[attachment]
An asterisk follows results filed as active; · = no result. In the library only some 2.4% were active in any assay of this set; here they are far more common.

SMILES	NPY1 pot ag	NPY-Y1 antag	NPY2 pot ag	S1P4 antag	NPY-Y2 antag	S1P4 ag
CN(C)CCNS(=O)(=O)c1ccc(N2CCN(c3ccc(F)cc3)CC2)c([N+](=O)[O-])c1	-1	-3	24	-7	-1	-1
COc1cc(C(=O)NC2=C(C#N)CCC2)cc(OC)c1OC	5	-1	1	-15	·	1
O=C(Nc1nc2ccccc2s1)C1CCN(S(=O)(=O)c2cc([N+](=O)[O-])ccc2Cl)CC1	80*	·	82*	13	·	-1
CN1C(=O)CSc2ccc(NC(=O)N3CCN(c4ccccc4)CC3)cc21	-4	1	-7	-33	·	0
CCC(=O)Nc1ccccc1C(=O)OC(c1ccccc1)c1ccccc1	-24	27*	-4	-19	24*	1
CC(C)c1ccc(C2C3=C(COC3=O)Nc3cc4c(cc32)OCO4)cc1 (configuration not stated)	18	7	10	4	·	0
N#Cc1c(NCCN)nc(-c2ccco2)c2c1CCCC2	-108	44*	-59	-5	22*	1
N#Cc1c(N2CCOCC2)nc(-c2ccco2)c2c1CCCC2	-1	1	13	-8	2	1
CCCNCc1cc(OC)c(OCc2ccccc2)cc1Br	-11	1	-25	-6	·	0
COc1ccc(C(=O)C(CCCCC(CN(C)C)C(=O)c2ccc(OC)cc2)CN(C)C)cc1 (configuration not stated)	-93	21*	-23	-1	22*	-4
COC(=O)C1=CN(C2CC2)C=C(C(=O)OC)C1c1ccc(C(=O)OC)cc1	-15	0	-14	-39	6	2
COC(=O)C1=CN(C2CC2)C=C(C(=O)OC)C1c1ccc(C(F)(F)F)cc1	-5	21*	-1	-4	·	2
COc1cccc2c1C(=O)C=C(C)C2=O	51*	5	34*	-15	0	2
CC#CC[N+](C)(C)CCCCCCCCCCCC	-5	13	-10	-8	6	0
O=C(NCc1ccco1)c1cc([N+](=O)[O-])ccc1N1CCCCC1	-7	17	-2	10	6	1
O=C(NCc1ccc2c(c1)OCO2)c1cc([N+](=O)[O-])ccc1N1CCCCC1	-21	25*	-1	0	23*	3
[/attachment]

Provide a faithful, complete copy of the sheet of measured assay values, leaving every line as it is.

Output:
An asterisk follows results filed as active; · = no result. In the library only some 2.4% were active in any assay of this set; here they are far more common.

SMILES	NPY1 pot ag	NPY-Y1 antag	NPY2 pot ag	S1P4 antag	NPY-Y2 antag	S1P4 ag
CN(C)CCNS(=O)(=O)c1ccc(N2CCN(c3ccc(F)cc3)CC2)c([N+](=O)[O-])c1	-1	-3	24	-7	-1	-1
COc1cc(C(=O)NC2=C(C#N)CCC2)cc(OC)c1OC	5	-1	1	-15	·	1
O=C(Nc1nc2ccccc2s1)C1CCN(S(=O)(=O)c2cc([N+](=O)[O-])ccc2Cl)CC1	80*	·	82*	13	·	-1
CN1C(=O)CSc2ccc(NC(=O)N3CCN(c4ccccc4)CC3)cc21	-4	1	-7	-33	·	0
CCC(=O)Nc1ccccc1C(=O)OC(c1ccccc1)c1ccccc1	-24	27*	-4	-19	24*	1
CC(C)c1ccc(C2C3=C(COC3=O)Nc3cc4c(cc32)OCO4)cc1 (configuration not stated)	18	7	10	4	·	0
N#Cc1c(NCCN)nc(-c2ccco2)c2c1CCCC2	-108	44*	-59	-5	22*	1
N#Cc1c(N2CCOCC2)nc(-c2ccco2)c2c1CCCC2	-1	1	13	-8	2	1
CCCNCc1cc(OC)c(OCc2ccccc2)cc1Br	-11	1	-25	-6	·	0
COc1ccc(C(=O)C(CCCCC(CN(C)C)C(=O)c2ccc(OC)cc2)CN(C)C)cc1 (configuration not stated)	-93	21*	-23	-1	22*	-4
COC(=O)C1=CN(C2CC2)C=C(C(=O)OC)C1c1ccc(C(=O)OC)cc1	-15	0	-14	-39	6	2
COC(=O)C1=CN(C2CC2)C=C(C(=O)OC)C1c1ccc(C(F)(F)F)cc1	-5	21*	-1	-4	·	2
COc1cccc2c1C(=O)C=C(C)C2=O	51*	5	34*	-15	0	2
CC#CC[N+](C)(C)CCCCCCCCCCCC	-5	13	-10	-8	6	0
O=C(NCc1ccco1)c1cc([N+](=O)[O-])ccc1N1CCCCC1	-7	17	-2	10	6	1
O=C(NCc1ccc2c(c1)OCO2)c1cc([N+](=O)[O-])ccc1N1CCCCC1	-21	25*	-1	0	23*	3